Casino Royale (1967)

35mm film, “filmed in Panavision” (anamorphic), Technicolor, 2.35:1
mono, English

A British science fiction comedy film directed by John Huston, Kenneth Hughes, Val Guest, Robert Parrish and Joseph McGrath.

Plot Summary

and several other 007's converge on Casino Royale to do battle with the villainous Dr Noah and the forces of SMERSH.


* = uncredited

Directed by: John Huston, Kenneth Hughes, Val Guest, Robert Parrish, Joseph McGrath
© MCMLXVII [1967] Famous Artists Productions Ltd.
Charles K. Feldman presents. Columbia Pictures Corporation [logo]
Produced by: Charles K. Feldman and Jerry Bresler
Associate Producer: John Dark
Production Managers: Douglas Peirce, John Merriman, Barrie Melrose
Screenplay: Wolf Mankowitz, John Law, Michael Sayers
Additional Screenplay: Billy Wilder *, Ben Hecht *, John Huston *, Val Guest *, Joseph Heller *, Terry Southern *, Peter Sellers *, Woody Allen *
Suggested by the novel “Casino Royale” by Ian Fleming
Second Unit Directors: Robert Talmadge, Anthony Squire
Additional Sequences: Val Guest
Assistant Director: Roy Baird, John Stoneman, Carl Mannin
Director of Photography: Jack Hildyard
Additional Photography: John Wilcox, Nicolas Roeg
Camera Operator: Alex Thomson *
Film Editor: Bill Lenny
Assistant Film Editor: Alan Strachan
Colour by Technicolor
Music Composed and Conducted by: Burt Bacharach
Main Title Theme… Played by: Herb Alpert and the Tijuana Brass
Song: “The Look of Love” music by Burt Bacharach, lyrics by Hal David, sung by Dusty Springfield
Sound: John W. Mitchell, Sash Fisher, Bob Jones, Dick Langford
Sound Editor: Chris Greenham
Dialogue Editor: James Shields
Westrex Recording System
Costume Designer: Julie Harris
Costumes for Ursula Andress and Joanna Pettet by: Bermans, London
Wardrobe Supervisor: Betty Adamson
From Paris:
*Furs for Ursula Andress: Chombert
*Guard Girl Dresses: Paco Rabanne
*Casino Dresses: Guy Laroche
Chief Make-up Artist: Neville Smallwood
Make-up for Ursula Andress: John O'Gorman
Chief Hairdresser: Joan Smallwood
Special Effects: Cliff Richardson, Roy Whybrow
Special Matte Work: Les Bowie
Titles and Montages Effects: Richard Williams
Titles Animation/Montage Effects: Errol Le Cain *, Richard Williams *, Roy Jackson *, Stephan Zavrel *, Sergio Simonetti *, Helga Galler *
Titles Special Camera Effects: Bill Rhodes *, Rex Neville *
Production Designer: Michael Stringer
Art Directors: John Howell, Ivor Beddoes, Lionel Couch
Assistant Art Director: Norman Dorme, Tony Rimmington
Construction Manager: Bill MacLaren
Set Dresser: Terence Morgan
Technical Advisor: David Berglas
Choreographer: Tutte Lemkow
Made at Shepperton Studios – England and Pinewood and MGM Studios – England
Locations: London, England, UK *; Scotland, UK *
Casting: Maude Spector
Stunts: Keith Peacock *

Peter Sellers (Evelyn Tremble (James Bond – 007))
Ursula Andress (Vesper Lynd (007))
David Niven (Sir James Bond)
Orson Welles (Le Chiffre)
Joanna Pettet (Mata Bond)
Daliah Lavi (the detainer (007))
Woody Allen (Jimmy Bond (Dr Noah))
Deborah Kerr (Agent Mimi (alias Lady Fiona))
William Holden (Ransome)
Charles Boyer (Le Grand)
John Huston (McTarry (M))
Kurt Kasznar (Smernov)
George Raft (himself)
Jean Paul Belmondo (French Legionnaire)
Terence Cooper (Cooper (James Bond – 007))
Barbara Bouchet (Moneypenny)
Angela Scoular (Buttercup)
Gabrielle Lucidi (Eliza)
Tracey Crisp (Heather)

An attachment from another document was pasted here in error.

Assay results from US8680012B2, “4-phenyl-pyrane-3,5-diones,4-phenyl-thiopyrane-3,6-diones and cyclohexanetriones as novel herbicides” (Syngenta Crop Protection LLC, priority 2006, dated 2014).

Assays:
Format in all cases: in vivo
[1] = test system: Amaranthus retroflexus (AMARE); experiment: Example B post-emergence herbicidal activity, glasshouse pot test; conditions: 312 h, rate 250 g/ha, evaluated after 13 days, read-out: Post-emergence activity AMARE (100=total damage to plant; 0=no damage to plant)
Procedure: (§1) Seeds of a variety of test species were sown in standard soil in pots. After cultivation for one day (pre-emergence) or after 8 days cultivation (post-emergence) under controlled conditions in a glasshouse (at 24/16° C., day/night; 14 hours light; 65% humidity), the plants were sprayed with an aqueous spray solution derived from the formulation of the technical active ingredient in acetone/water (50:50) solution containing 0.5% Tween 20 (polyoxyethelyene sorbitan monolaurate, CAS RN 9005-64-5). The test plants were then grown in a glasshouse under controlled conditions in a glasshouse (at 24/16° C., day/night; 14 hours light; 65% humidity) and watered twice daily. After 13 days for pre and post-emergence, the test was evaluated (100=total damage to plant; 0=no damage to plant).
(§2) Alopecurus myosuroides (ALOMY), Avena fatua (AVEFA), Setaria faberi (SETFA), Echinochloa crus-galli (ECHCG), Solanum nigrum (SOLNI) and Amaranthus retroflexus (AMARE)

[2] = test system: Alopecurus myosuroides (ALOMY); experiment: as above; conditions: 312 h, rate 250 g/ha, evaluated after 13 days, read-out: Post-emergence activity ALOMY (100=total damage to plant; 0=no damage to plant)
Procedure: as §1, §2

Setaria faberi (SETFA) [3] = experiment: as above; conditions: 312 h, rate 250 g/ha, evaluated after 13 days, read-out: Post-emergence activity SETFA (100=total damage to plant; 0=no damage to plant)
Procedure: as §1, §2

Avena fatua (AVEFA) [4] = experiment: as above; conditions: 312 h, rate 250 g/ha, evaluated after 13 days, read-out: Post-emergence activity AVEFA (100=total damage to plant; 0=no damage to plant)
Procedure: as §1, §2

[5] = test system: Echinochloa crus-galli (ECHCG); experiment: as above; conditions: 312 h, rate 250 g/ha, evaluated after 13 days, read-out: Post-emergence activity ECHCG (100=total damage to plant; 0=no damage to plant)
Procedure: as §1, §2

Elaine Taylor (Peg)
Jackie Bisset (Miss Goodthighs)
Alexandra Bastedo (Meg)
Anna Quayle (Frau Hoffner)
Derek Nimmo (Hadley)
Ronnie Corbett (Polo)
Colin Gordon (Casino director)
Bernard Cribbins (taxi driver)
Tracy Reed (Fang leader)
John Bluthal (casino doorman & MI5 man)
Geoffrey Bayldon (“Q”)
John Wells (“Q's” assistant [Fordyce])
Duncan Macrae (Inspector Mathis)
Graham Stark (cashier)
Chic Murray (Chic)
Jonathan Routh (John)
Richard Wattis (British army officer)
Vladek Sheybal (Le Chiffre's representative)
Percy Herbert (1st piper)
Penny Riley (control girl)
Jeanne Roland (captain of the guards)
Burt Kwouk [Chinese army officer] *
John Le Mesurier [chauffeur] *
Peter O'Toole [piper] *
Stirling Moss [driver] *
Mona Washbourne [tea lady] *
Frances Cosslett [Michele] *
Valentine Dyall [voice of Dr Noah] *
Alexander Dore *
Arthur Mullard *
Barrie Melrose *
Yvonne Marsh *
Veronica Gardner *
Roberta Jones [woman] *
David Prowse [Frankenstein's creature] *
Caroline Munro [extra] *

Alternative Titles

James Bond 007 Casino Royale – Italian title

See also
Austin Powers – International Man of Mystery (1997)



Somewhere in Rural England: a group of representatives from various national security agencies converges on the retirement home of James Bond. The grounds are patrolled by a massive pride of lions which menace M and his counterparts from the CIA, the KGB and the French Secret Service as they proceed to the house.

A stuttering Bond is happy in his retirement, pampered by a household of ancient retainers and spending his days drinking tea and playing Debussy. He is scornful of the ‘new' 007, “a sexual acrobat who leaves a trail of beautiful dead women like blown roses behind him.” His visitors explain to a reluctant Bond that his help is needed to track down a mysterious killer who is wiping out the world's secret agents but Bond refuses to give up his idyllic new life and return to the fold. Bond has been too badly hurt after being forced to betray the only woman he ever loved – not even a sealed letter from the Queen can change his mind. To force Bond into returning, M has his palatial home destroyed by a small army surrounding his estate. Unfortunately, the attack also kills M… SMERSH hears of Bond's return and plans to discredit the agent by tarnishing his upright reputation. When Bond travels to Scotland, to Castle McTarry, to return M's toupee to his grieving widow the Lady Fiona, he is unaware that Fiona has been replaced by SMERSH agent Mimi and that the beautiful women who claim to be M's daughters are also enemy spies.